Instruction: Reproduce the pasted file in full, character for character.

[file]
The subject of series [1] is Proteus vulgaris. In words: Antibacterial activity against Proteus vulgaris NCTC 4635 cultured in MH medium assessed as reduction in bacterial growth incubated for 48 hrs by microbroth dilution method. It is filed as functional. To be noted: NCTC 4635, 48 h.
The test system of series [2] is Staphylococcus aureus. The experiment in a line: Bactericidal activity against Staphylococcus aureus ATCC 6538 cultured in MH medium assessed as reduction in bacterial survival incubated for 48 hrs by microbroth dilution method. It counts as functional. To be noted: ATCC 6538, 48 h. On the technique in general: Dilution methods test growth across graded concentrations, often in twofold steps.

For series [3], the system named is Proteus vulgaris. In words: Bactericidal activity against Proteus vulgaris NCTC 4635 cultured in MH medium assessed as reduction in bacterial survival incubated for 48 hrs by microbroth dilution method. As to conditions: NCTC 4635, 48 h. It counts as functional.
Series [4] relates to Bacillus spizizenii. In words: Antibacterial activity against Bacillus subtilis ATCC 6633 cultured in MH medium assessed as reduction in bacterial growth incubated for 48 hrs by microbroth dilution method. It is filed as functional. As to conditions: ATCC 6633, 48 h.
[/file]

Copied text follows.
The subject of series [1] is Proteus vulgaris. In words: Antibacterial activity against Proteus vulgaris NCTC 4635 cultured in MH medium assessed as reduction in bacterial growth incubated for 48 hrs by microbroth dilution method. It is filed as functional. To be noted: NCTC 4635, 48 h.
The test system of series [2] is Staphylococcus aureus. The experiment in a line: Bactericidal activity against Staphylococcus aureus ATCC 6538 cultured in MH medium assessed as reduction in bacterial survival incubated for 48 hrs by microbroth dilution method. It counts as functional. To be noted: ATCC 6538, 48 h. On the technique in general: Dilution methods test growth across graded concentrations, often in twofold steps.

For series [3], the system named is Proteus vulgaris. In words: Bactericidal activity against Proteus vulgaris NCTC 4635 cultured in MH medium assessed as reduction in bacterial survival incubated for 48 hrs by microbroth dilution method. As to conditions: NCTC 4635, 48 h. It counts as functional.
Series [4] relates to Bacillus spizizenii. In words: Antibacterial activity against Bacillus subtilis ATCC 6633 cultured in MH medium assessed as reduction in bacterial growth incubated for 48 hrs by microbroth dilution method. It is filed as functional. As to conditions: ATCC 6633, 48 h.